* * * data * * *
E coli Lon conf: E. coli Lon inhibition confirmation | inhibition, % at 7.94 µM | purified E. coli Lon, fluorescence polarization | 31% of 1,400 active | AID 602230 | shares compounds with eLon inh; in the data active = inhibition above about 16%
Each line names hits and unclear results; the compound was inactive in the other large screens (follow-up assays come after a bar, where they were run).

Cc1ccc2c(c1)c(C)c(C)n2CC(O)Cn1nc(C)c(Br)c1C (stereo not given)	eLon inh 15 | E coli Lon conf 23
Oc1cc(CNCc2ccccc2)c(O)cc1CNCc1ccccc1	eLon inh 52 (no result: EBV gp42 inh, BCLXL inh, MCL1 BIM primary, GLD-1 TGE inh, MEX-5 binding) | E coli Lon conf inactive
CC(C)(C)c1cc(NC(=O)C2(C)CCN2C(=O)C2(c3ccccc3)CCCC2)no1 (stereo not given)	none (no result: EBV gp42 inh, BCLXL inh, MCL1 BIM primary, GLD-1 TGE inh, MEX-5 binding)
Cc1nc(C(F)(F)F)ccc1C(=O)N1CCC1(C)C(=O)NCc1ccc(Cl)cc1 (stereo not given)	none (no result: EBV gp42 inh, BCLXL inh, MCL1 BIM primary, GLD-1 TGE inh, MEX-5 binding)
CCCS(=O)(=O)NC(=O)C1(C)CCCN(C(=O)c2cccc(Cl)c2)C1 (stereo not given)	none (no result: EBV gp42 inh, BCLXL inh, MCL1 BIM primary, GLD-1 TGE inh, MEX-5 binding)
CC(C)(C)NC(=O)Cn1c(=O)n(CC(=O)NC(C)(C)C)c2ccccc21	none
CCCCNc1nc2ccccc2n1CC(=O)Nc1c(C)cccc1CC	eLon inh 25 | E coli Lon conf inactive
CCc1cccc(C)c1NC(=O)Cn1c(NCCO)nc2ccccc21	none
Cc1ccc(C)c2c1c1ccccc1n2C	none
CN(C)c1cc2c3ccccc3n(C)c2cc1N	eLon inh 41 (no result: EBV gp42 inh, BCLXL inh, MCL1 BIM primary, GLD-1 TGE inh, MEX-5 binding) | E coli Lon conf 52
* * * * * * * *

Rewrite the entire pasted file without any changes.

E coli Lon conf: E. coli Lon inhibition confirmation | inhibition, % at 7.94 µM | purified E. coli Lon, fluorescence polarization | 31% of 1,400 active | AID 602230 | shares compounds with eLon inh; in the data active = inhibition above about 16%
Each line names hits and unclear results; the compound was inactive in the other large screens (follow-up assays come after a bar, where they were run).

Cc1ccc2c(c1)c(C)c(C)n2CC(O)Cn1nc(C)c(Br)c1C (stereo not given)	eLon inh 15 | E coli Lon conf 23
Oc1cc(CNCc2ccccc2)c(O)cc1CNCc1ccccc1	eLon inh 52 (no result: EBV gp42 inh, BCLXL inh, MCL1 BIM primary, GLD-1 TGE inh, MEX-5 binding) | E coli Lon conf inactive
CC(C)(C)c1cc(NC(=O)C2(C)CCN2C(=O)C2(c3ccccc3)CCCC2)no1 (stereo not given)	none (no result: EBV gp42 inh, BCLXL inh, MCL1 BIM primary, GLD-1 TGE inh, MEX-5 binding)
Cc1nc(C(F)(F)F)ccc1C(=O)N1CCC1(C)C(=O)NCc1ccc(Cl)cc1 (stereo not given)	none (no result: EBV gp42 inh, BCLXL inh, MCL1 BIM primary, GLD-1 TGE inh, MEX-5 binding)
CCCS(=O)(=O)NC(=O)C1(C)CCCN(C(=O)c2cccc(Cl)c2)C1 (stereo not given)	none (no result: EBV gp42 inh, BCLXL inh, MCL1 BIM primary, GLD-1 TGE inh, MEX-5 binding)
CC(C)(C)NC(=O)Cn1c(=O)n(CC(=O)NC(C)(C)C)c2ccccc21	none
CCCCNc1nc2ccccc2n1CC(=O)Nc1c(C)cccc1CC	eLon inh 25 | E coli Lon conf inactive
CCc1cccc(C)c1NC(=O)Cn1c(NCCO)nc2ccccc21	none
Cc1ccc(C)c2c1c1ccccc1n2C	none
CN(C)c1cc2c3ccccc3n(C)c2cc1N	eLon inh 41 (no result: EBV gp42 inh, BCLXL inh, MCL1 BIM primary, GLD-1 TGE inh, MEX-5 binding) | E coli Lon conf 52